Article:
The Association between Nearwork-Induced Transient Myopia and Progression of Refractive Error: A 3-Year Cohort Report from Beijing Myopia Progression Study
Zhong Lin, Balamurali Vasudevan, Yuan Bo Liang, Hong Jia Zhou, Kenneth J. Ciuffreda
Beijing Science & Technology Novel Star Program
Journal of Optometry
The purpose of this study is to investigate the natural change of nearwork-induced transient myopia (NITM), and its association with the progression of refractive error.
Students of the Beijing Myopia Progression Study were examined at baseline and follow-up examinations, which included cycloplegic autorefraction. Initial NITM and its decay were assessed objectively immediately after binocularly-viewing and performing a sustained 5-minute near task (20 cm).
There were 223 students with both NITM and cycloplegic refractive data enrolled. There were 142 myopic (63.7%), 32 emmetropic (14.4%), and 49 hyperopic (22.0%) students according to their baseline cycloplegic refraction.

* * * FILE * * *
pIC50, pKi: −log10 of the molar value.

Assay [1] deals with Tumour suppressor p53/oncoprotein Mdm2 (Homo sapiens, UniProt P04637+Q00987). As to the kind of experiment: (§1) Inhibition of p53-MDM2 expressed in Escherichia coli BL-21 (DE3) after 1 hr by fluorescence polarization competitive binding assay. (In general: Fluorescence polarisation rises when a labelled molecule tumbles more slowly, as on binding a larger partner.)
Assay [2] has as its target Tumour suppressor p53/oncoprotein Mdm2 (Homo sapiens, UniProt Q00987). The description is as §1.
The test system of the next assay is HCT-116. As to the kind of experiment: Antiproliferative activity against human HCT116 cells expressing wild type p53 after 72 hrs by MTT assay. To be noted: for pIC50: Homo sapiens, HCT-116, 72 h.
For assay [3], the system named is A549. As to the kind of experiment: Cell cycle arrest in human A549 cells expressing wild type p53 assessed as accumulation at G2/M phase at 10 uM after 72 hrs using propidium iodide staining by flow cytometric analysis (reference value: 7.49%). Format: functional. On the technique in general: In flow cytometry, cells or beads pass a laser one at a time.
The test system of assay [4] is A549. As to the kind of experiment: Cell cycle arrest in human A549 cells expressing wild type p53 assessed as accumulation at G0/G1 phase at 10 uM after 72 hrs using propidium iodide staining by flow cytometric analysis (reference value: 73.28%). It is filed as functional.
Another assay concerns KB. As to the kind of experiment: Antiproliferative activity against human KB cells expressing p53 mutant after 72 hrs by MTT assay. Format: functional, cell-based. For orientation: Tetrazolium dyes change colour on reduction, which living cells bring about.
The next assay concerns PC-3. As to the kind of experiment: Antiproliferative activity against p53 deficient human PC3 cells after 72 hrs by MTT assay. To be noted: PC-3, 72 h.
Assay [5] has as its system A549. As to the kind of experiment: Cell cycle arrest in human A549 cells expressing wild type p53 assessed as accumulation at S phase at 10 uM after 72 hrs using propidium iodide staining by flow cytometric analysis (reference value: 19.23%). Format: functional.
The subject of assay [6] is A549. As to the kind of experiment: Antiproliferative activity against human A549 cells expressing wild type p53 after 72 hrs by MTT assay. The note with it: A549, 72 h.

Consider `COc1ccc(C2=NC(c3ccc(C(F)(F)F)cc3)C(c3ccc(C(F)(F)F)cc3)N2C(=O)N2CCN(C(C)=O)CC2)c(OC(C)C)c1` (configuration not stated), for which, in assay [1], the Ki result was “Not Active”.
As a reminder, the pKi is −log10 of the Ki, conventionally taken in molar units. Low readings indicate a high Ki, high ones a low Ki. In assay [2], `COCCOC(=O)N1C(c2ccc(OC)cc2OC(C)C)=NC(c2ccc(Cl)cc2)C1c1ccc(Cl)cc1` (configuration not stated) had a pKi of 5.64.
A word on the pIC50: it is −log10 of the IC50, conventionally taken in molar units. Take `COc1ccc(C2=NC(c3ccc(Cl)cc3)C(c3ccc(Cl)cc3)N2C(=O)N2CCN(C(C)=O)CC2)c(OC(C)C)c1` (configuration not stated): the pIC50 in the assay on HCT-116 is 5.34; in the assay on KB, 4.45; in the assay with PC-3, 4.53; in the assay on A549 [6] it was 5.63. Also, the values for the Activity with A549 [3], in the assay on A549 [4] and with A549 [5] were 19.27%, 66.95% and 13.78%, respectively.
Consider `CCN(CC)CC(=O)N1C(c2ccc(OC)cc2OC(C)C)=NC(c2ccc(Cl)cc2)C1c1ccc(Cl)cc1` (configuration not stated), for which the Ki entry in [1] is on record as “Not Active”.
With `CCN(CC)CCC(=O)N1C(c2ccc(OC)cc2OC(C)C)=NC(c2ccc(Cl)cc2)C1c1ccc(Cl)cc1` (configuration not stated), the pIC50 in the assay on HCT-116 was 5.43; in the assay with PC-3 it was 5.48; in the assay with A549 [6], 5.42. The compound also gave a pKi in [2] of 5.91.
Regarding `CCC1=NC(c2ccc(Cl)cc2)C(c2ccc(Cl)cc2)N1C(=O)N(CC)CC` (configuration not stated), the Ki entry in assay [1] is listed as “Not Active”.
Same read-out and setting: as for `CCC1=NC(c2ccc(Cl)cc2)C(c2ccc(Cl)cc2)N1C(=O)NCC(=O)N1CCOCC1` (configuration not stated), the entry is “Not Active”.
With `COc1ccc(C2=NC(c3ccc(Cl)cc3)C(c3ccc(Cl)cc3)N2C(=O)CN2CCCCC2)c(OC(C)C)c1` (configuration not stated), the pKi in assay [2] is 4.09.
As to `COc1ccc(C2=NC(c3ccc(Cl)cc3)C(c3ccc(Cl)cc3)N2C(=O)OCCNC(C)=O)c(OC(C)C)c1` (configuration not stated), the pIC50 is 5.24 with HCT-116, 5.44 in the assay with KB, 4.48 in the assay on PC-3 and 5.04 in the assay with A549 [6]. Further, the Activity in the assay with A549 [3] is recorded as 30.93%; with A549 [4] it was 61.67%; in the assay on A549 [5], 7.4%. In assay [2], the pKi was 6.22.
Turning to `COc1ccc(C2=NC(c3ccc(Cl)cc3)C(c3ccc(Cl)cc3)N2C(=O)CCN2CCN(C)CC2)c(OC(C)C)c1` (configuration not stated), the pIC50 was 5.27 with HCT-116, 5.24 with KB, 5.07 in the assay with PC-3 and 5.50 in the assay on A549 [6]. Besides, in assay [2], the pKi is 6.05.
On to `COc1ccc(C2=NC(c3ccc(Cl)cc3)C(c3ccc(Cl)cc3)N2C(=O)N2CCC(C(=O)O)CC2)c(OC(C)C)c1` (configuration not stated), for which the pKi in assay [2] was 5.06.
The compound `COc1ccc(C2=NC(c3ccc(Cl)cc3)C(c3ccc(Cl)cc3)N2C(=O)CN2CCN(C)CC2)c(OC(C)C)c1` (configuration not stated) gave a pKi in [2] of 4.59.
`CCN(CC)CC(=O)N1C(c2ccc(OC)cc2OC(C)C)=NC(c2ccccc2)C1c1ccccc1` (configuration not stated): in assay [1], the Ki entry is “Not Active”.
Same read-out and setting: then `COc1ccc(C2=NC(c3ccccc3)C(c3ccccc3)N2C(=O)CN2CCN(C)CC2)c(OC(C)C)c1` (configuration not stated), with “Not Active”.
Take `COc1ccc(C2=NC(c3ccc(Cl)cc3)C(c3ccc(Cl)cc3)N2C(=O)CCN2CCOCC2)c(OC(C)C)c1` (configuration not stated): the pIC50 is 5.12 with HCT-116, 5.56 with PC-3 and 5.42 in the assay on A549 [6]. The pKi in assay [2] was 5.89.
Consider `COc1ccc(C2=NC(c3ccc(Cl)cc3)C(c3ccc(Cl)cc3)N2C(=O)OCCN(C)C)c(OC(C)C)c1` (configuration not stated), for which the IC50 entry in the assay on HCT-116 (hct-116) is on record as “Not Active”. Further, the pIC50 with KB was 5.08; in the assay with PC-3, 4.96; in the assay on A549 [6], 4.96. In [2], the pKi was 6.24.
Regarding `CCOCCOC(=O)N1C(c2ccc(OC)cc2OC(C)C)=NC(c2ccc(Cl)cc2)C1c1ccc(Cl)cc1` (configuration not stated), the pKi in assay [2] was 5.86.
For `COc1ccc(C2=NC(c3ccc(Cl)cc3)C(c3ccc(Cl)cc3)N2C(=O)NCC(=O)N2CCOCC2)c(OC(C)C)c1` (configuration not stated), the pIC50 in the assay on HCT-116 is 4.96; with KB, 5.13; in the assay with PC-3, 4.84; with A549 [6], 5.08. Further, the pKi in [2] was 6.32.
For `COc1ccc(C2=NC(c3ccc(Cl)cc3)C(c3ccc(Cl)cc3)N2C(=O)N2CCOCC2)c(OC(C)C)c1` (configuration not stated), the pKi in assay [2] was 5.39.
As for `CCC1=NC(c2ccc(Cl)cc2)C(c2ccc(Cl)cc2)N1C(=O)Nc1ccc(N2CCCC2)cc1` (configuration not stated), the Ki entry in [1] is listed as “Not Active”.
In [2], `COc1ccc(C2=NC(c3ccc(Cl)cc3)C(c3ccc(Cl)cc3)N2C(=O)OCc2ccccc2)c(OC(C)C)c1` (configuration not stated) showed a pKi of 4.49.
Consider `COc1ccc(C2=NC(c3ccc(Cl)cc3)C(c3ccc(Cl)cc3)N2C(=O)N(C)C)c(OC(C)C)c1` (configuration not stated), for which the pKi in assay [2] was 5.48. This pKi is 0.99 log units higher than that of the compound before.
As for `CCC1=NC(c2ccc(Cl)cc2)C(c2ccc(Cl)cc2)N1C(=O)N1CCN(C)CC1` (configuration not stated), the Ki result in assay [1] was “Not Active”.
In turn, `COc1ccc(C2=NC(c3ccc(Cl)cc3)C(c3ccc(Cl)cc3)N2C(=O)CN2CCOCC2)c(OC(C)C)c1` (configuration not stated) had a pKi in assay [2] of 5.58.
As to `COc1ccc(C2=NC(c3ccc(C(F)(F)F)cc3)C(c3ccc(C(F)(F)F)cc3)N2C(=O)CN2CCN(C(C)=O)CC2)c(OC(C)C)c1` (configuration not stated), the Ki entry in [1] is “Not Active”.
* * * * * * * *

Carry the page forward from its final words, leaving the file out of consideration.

The annual refractive change was −0.45 (−0.73, −0.21) D. From the baseline to the one-year and two-year follow-up periods, the initial NITM (median) increased significantly in the myopic students (0.16, 0.21, and 0.20D, p = 0.01, respectively).
The overall proportion of NITM decay types shifted significantly from none being induced at baseline (non-induced: 17.0%, complete decay 57.4%, incomplete decay 25.6%) to incomplete decay at the 2-year follow-up (non-induced: 6.7%, complete decay 65.0%, incomplete decay 28.3%, p = 0.01).
For the hyperopic students, after adjusting for risk factors, for every 1 diopter increase in the initial NITM at baseline, there was approximately a −1.48 diopter more relative myopic refractive progression (p = 0.01).
No significant association was found between refractive change and the NITM parameters for either the myopic or emmetropic students after adjusting for the same confounders.
However, this relation was significant in the hyperopes (p = 0.01).
NITM was only found to be significantly associated with the progression of a myopic refractive shift among the hyperopes.